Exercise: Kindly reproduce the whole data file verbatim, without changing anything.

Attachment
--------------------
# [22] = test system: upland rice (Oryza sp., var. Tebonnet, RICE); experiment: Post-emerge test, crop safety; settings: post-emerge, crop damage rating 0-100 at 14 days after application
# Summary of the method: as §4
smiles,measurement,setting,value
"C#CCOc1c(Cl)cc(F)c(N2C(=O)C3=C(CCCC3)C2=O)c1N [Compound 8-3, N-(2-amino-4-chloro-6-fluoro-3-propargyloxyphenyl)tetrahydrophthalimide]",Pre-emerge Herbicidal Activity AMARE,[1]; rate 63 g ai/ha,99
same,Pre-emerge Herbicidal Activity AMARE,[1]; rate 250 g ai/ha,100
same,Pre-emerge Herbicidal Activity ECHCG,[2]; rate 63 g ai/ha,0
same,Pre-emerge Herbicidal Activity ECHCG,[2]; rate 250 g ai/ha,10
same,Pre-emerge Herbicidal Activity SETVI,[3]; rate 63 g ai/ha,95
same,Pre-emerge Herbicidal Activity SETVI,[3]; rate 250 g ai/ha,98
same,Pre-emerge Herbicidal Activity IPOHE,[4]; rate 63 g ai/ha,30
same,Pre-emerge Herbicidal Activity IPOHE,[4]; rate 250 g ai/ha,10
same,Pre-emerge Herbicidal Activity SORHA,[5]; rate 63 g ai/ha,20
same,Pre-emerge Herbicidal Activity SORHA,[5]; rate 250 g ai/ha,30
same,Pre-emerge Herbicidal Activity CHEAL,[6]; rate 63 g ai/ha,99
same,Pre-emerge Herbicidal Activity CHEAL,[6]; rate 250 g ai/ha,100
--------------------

# [22] = test system: upland rice (Oryza sp., var. Tebonnet, RICE); experiment: Post-emerge test, crop safety; settings: post-emerge, crop damage rating 0-100 at 14 days after application
# Summary of the method: as §4
smiles,measurement,setting,value
"C#CCOc1c(Cl)cc(F)c(N2C(=O)C3=C(CCCC3)C2=O)c1N [Compound 8-3, N-(2-amino-4-chloro-6-fluoro-3-propargyloxyphenyl)tetrahydrophthalimide]",Pre-emerge Herbicidal Activity AMARE,[1]; rate 63 g ai/ha,99
same,Pre-emerge Herbicidal Activity AMARE,[1]; rate 250 g ai/ha,100
same,Pre-emerge Herbicidal Activity ECHCG,[2]; rate 63 g ai/ha,0
same,Pre-emerge Herbicidal Activity ECHCG,[2]; rate 250 g ai/ha,10
same,Pre-emerge Herbicidal Activity SETVI,[3]; rate 63 g ai/ha,95
same,Pre-emerge Herbicidal Activity SETVI,[3]; rate 250 g ai/ha,98
same,Pre-emerge Herbicidal Activity IPOHE,[4]; rate 63 g ai/ha,30
same,Pre-emerge Herbicidal Activity IPOHE,[4]; rate 250 g ai/ha,10
same,Pre-emerge Herbicidal Activity SORHA,[5]; rate 63 g ai/ha,20
same,Pre-emerge Herbicidal Activity SORHA,[5]; rate 250 g ai/ha,30
same,Pre-emerge Herbicidal Activity CHEAL,[6]; rate 63 g ai/ha,99
same,Pre-emerge Herbicidal Activity CHEAL,[6]; rate 250 g ai/ha,100